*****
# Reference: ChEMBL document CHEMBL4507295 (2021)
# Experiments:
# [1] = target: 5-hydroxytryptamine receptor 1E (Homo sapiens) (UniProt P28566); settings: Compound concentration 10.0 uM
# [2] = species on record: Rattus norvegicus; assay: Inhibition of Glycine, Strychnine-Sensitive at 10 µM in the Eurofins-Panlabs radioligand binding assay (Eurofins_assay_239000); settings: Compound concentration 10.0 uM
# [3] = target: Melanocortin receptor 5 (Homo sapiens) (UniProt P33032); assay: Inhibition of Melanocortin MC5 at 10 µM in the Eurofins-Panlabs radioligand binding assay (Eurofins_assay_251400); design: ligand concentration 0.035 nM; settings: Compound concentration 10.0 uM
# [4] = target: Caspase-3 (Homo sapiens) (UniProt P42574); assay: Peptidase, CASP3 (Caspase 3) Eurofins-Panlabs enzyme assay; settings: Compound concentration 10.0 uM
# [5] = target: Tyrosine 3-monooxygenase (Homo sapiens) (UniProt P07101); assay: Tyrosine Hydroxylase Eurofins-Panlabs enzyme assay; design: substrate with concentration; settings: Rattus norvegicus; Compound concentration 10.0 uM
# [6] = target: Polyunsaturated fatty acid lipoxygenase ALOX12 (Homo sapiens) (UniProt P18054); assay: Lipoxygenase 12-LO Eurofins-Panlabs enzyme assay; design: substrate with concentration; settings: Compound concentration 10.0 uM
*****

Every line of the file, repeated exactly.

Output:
# Reference: ChEMBL document CHEMBL4507295 (2021)
# Experiments:
# [1] = target: 5-hydroxytryptamine receptor 1E (Homo sapiens) (UniProt P28566); settings: Compound concentration 10.0 uM
# [2] = species on record: Rattus norvegicus; assay: Inhibition of Glycine, Strychnine-Sensitive at 10 µM in the Eurofins-Panlabs radioligand binding assay (Eurofins_assay_239000); settings: Compound concentration 10.0 uM
# [3] = target: Melanocortin receptor 5 (Homo sapiens) (UniProt P33032); assay: Inhibition of Melanocortin MC5 at 10 µM in the Eurofins-Panlabs radioligand binding assay (Eurofins_assay_251400); design: ligand concentration 0.035 nM; settings: Compound concentration 10.0 uM
# [4] = target: Caspase-3 (Homo sapiens) (UniProt P42574); assay: Peptidase, CASP3 (Caspase 3) Eurofins-Panlabs enzyme assay; settings: Compound concentration 10.0 uM
# [5] = target: Tyrosine 3-monooxygenase (Homo sapiens) (UniProt P07101); assay: Tyrosine Hydroxylase Eurofins-Panlabs enzyme assay; design: substrate with concentration; settings: Rattus norvegicus; Compound concentration 10.0 uM
# [6] = target: Polyunsaturated fatty acid lipoxygenase ALOX12 (Homo sapiens) (UniProt P18054); assay: Lipoxygenase 12-LO Eurofins-Panlabs enzyme assay; design: substrate with concentration; settings: Compound concentration 10.0 uM